A Washington lobby group representing the meat sector and a major player in cultured protein development sent a joint letter to the administration Thursday outlining suggested steps in terminology and governance of a technology that has vexed regulators and producers alike in the early days of its growth.

In the letter sent to the White House, the leaders of the North American Meat Institute and Memphis Meats jointly call on the administration to acknowledge roles for both the Food and Drug Administration and the Department of Agriculture in the regulation of cell-based meat.

The technology – which has been dubbed things like cultured meat, clean meat, and fake meat during the regulatory debate – uses existing animal cells in cell culture to produce meat products. As such, NAMI and Memphis Meats suggest the term “cell-based meat and poultry” as the proper terminology for products of the technology.

The letter also suggests FDA should be charged with ensuring the pre-market safety evaluation of cell-based meat and poultry with USDA input. Once pre-market safety is established, regulatory oversight can be shifted to USDA, which can apply "relevant findings from FDA’s safety evaluation to ensure products are safe, wholesome, and properly labeled.”

“Such a regulatory framework is not new and plays into the strengths and experience of FDA and USDA,” the letter states. “FDA has extensive expertise regarding products produced using cell culture technology and USDA has a longstanding role in inspecting meat and poultry products.”

Mark Dopp, NAMI’s senior vice president for regulatory affairs, tells Agri-Pulse this approach has been used before with additives and processes.

“This happens all the time,” he said, using irradiation as an example. “Direct and indirect additives, they’re all approved by first by FDA for food safety purposes. After that, FSIS makes sure that they’re used in the proper form or fashion in USDA federally-inspected establishments.”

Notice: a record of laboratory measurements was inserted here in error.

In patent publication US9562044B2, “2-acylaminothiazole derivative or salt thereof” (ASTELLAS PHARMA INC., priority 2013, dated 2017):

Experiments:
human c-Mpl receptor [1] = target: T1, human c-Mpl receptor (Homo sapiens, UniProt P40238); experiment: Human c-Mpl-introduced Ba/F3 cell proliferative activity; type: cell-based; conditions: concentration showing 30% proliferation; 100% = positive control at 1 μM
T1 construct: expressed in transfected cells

“Why would we treat these products – or regulate them any differently – than how ground beef is made or how hot dogs are made or how ham is processed,” he argued.

Finally, NAMI and Memphis Meats request a meeting “between the White House, USDA, FDA, and both conventional and cell-based meat and poultry industry stakeholders.”

Thursday’s letter was limited to Memphis Meats, but NAMI CEO Barry Carpenter said the group is open to working with other cell-based manufacturers on similar initiatives in the future. He said talk of such companies becoming members in NAMI may be a little premature, but the organization would be open to it “if they progress and get into making products.” For now, he said it’s important to reach an agreement on regulatory practices.

Interested in more news about the farm bill, trade issues, pesticide regulations and more hot topics?

Sign up here for a four-week Agri-Pulse free trial. No risk and no obligation to pay.

“Let’s get the safest food we can get in the marketplace and not have products that may be different but look similar in the marketplace have a whole different safety profile,” Carpenter said.

The conversation around the proper regulatory framework for cell-based meat products has been a lengthy one with no real offering of consensus between conventional protein producers and users of the new technology. NAMI previously signed onto a letter in July calling for USDA oversight of the products.

USDA and FDA have even signaled disagreement on the issue; in July, the FDA held a public meeting on the subject but did not include speakers from USDA.

Calls for regulatory scrutiny have typically suggested either USDA or FDA, but this letter calls for a mix of the two as the product develops in the marketplace. FDA is accepting comments on the subject through Sept. 25.

(Story updated at 2:45 pm to include additional NAMI comment.)

For more news, go to www.Agri-Pulse.com